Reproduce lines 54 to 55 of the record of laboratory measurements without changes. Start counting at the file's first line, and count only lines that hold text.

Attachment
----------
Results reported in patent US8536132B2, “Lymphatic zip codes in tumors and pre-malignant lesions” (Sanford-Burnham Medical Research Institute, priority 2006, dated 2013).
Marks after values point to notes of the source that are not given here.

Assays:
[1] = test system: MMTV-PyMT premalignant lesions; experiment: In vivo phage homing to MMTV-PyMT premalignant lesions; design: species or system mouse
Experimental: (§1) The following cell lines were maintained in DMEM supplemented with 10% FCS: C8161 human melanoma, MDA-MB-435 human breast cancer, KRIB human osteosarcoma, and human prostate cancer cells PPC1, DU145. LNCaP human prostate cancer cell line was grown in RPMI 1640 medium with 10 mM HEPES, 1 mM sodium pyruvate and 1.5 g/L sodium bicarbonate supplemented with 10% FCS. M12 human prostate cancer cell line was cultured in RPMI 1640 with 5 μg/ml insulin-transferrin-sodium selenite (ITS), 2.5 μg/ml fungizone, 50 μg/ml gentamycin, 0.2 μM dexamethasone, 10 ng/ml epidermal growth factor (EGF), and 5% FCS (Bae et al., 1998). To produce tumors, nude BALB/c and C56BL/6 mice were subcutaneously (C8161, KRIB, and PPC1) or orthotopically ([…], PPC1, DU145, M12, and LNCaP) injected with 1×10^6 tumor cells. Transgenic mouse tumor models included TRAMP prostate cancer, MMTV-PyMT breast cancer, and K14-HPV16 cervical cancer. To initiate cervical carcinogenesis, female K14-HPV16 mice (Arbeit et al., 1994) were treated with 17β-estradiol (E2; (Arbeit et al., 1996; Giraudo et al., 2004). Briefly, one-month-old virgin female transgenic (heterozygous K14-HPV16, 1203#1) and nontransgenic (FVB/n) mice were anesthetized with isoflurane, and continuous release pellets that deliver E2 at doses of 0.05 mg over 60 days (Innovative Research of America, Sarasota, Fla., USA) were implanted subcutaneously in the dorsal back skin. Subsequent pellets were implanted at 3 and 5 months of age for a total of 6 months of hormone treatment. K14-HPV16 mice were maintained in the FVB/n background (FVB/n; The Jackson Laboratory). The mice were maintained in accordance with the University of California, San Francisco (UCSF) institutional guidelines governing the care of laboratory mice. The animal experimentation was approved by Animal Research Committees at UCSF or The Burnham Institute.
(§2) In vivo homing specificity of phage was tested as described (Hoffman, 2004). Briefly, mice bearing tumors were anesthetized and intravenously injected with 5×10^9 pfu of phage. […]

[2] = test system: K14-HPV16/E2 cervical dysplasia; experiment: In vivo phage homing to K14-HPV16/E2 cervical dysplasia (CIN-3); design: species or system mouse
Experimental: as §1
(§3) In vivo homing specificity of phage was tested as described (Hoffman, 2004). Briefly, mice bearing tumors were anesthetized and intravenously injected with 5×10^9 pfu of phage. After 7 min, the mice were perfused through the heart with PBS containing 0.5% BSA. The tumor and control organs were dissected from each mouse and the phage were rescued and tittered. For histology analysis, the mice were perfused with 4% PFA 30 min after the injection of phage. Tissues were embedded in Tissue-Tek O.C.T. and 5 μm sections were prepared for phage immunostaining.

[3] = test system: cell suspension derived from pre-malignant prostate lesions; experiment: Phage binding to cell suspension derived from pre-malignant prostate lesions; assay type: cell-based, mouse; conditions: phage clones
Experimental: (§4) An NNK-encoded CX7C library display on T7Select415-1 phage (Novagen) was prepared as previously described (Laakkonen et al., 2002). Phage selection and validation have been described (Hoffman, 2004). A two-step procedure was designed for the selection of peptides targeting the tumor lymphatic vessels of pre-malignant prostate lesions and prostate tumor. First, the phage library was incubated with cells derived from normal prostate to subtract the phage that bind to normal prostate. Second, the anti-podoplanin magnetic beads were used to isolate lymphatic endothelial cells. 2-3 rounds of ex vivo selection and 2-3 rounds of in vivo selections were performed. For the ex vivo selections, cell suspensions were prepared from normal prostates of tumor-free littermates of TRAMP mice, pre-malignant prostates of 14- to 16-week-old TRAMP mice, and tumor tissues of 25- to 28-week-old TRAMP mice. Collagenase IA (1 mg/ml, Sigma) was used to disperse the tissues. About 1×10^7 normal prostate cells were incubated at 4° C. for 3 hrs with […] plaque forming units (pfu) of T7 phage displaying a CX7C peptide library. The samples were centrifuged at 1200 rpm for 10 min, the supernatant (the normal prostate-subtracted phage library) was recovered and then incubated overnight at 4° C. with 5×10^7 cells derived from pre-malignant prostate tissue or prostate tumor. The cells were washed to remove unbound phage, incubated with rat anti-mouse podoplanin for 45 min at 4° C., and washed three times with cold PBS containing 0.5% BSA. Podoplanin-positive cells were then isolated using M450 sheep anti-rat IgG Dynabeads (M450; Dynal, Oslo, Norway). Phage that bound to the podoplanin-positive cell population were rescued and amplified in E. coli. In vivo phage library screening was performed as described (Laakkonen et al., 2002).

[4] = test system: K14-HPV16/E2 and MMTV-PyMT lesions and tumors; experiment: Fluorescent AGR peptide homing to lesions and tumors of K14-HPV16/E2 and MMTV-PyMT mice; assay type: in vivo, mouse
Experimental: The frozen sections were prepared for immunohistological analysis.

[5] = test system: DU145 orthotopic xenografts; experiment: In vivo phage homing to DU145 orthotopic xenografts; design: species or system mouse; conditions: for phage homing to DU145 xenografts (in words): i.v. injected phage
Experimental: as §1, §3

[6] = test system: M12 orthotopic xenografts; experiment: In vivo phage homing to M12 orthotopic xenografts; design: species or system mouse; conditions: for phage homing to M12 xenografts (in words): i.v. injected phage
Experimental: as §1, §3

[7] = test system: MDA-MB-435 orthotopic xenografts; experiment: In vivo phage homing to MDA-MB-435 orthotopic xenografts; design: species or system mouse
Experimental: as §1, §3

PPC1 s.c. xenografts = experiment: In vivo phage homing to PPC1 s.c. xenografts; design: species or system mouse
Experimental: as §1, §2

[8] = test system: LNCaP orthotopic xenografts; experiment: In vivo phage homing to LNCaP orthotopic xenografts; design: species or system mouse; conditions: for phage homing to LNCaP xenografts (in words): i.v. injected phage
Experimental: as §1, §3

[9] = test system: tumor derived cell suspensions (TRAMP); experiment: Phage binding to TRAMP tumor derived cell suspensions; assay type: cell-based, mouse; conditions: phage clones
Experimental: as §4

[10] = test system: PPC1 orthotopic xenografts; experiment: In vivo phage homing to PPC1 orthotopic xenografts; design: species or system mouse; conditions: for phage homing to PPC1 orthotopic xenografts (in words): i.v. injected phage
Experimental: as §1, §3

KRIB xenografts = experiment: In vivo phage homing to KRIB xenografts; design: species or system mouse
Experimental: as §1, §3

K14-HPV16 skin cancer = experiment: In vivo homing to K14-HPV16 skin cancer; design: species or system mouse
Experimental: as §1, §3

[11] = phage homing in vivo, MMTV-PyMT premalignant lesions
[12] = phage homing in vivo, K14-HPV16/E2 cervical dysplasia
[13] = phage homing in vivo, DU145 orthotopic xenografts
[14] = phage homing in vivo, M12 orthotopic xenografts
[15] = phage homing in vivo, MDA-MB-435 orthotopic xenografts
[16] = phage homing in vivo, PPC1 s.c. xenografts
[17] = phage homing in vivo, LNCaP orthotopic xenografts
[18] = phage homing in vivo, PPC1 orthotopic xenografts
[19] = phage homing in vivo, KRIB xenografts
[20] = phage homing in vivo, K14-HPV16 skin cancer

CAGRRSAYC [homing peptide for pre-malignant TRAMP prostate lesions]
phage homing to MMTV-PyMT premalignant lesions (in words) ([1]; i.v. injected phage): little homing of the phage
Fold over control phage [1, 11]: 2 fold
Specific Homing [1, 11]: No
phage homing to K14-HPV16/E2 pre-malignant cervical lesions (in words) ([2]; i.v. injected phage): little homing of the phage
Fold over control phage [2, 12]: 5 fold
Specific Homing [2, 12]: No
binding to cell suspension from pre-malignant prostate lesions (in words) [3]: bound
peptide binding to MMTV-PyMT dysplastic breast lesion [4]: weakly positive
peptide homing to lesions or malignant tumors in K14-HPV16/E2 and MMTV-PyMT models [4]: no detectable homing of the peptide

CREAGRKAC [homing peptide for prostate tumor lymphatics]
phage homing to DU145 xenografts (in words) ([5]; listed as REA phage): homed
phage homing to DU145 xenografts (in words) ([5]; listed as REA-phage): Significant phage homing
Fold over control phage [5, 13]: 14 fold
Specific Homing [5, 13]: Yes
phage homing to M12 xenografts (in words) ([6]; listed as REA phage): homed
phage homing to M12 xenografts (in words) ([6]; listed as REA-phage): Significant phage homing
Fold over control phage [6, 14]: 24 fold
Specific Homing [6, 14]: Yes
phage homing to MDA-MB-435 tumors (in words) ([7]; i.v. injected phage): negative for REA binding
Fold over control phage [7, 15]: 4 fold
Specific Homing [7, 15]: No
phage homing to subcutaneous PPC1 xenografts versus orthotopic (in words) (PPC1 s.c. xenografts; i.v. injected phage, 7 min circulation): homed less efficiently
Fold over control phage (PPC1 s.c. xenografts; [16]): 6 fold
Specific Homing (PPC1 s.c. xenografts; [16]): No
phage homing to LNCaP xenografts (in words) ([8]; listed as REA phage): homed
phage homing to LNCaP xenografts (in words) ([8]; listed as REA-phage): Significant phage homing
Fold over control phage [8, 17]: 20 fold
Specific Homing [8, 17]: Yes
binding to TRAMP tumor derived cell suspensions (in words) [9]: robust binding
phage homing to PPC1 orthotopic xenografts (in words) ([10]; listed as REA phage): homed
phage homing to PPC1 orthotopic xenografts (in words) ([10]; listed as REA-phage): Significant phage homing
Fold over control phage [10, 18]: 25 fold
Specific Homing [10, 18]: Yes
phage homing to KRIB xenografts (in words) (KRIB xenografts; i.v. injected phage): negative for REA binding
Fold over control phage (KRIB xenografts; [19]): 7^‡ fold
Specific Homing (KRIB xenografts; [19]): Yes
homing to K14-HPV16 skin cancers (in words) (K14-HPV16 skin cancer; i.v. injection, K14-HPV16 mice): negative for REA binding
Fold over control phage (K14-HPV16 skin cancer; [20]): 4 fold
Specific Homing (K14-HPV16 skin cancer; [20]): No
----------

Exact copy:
phage homing to DU145 xenografts (in words) ([5]; listed as REA-phage): Significant phage homing
Fold over control phage [5, 13]: 14 fold